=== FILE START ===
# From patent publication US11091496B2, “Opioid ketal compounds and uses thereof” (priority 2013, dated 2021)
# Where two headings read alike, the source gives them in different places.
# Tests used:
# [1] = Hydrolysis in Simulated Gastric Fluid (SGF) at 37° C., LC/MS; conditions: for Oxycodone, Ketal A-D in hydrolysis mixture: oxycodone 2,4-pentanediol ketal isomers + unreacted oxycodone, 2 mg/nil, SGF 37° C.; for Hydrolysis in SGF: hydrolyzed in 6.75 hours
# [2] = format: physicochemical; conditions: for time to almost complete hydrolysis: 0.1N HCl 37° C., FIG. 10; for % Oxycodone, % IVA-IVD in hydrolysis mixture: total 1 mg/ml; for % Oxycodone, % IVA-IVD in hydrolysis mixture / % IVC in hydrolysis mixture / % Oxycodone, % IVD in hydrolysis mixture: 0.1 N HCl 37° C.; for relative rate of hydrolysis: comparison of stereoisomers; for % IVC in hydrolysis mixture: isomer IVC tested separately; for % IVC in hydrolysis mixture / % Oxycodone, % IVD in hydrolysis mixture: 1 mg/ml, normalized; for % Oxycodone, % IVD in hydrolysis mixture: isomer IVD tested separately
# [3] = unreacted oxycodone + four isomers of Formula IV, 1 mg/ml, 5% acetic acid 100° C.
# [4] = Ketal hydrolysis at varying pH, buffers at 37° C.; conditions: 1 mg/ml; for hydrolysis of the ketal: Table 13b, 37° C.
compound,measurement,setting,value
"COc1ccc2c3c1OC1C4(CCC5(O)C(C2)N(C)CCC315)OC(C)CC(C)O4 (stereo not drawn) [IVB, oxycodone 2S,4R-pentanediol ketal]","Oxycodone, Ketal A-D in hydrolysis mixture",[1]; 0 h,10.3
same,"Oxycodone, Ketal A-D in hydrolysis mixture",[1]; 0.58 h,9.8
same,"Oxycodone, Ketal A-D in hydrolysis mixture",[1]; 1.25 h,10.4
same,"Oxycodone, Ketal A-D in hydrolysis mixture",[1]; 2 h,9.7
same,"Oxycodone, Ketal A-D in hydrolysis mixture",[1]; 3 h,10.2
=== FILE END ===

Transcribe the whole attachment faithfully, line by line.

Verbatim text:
# From patent publication US11091496B2, “Opioid ketal compounds and uses thereof” (priority 2013, dated 2021)
# Where two headings read alike, the source gives them in different places.
# Tests used:
# [1] = Hydrolysis in Simulated Gastric Fluid (SGF) at 37° C., LC/MS; conditions: for Oxycodone, Ketal A-D in hydrolysis mixture: oxycodone 2,4-pentanediol ketal isomers + unreacted oxycodone, 2 mg/nil, SGF 37° C.; for Hydrolysis in SGF: hydrolyzed in 6.75 hours
# [2] = format: physicochemical; conditions: for time to almost complete hydrolysis: 0.1N HCl 37° C., FIG. 10; for % Oxycodone, % IVA-IVD in hydrolysis mixture: total 1 mg/ml; for % Oxycodone, % IVA-IVD in hydrolysis mixture / % IVC in hydrolysis mixture / % Oxycodone, % IVD in hydrolysis mixture: 0.1 N HCl 37° C.; for relative rate of hydrolysis: comparison of stereoisomers; for % IVC in hydrolysis mixture: isomer IVC tested separately; for % IVC in hydrolysis mixture / % Oxycodone, % IVD in hydrolysis mixture: 1 mg/ml, normalized; for % Oxycodone, % IVD in hydrolysis mixture: isomer IVD tested separately
# [3] = unreacted oxycodone + four isomers of Formula IV, 1 mg/ml, 5% acetic acid 100° C.
# [4] = Ketal hydrolysis at varying pH, buffers at 37° C.; conditions: 1 mg/ml; for hydrolysis of the ketal: Table 13b, 37° C.
compound,measurement,setting,value
"COc1ccc2c3c1OC1C4(CCC5(O)C(C2)N(C)CCC315)OC(C)CC(C)O4 (stereo not drawn) [IVB, oxycodone 2S,4R-pentanediol ketal]","Oxycodone, Ketal A-D in hydrolysis mixture",[1]; 0 h,10.3
same,"Oxycodone, Ketal A-D in hydrolysis mixture",[1]; 0.58 h,9.8
same,"Oxycodone, Ketal A-D in hydrolysis mixture",[1]; 1.25 h,10.4
same,"Oxycodone, Ketal A-D in hydrolysis mixture",[1]; 2 h,9.7
same,"Oxycodone, Ketal A-D in hydrolysis mixture",[1]; 3 h,10.2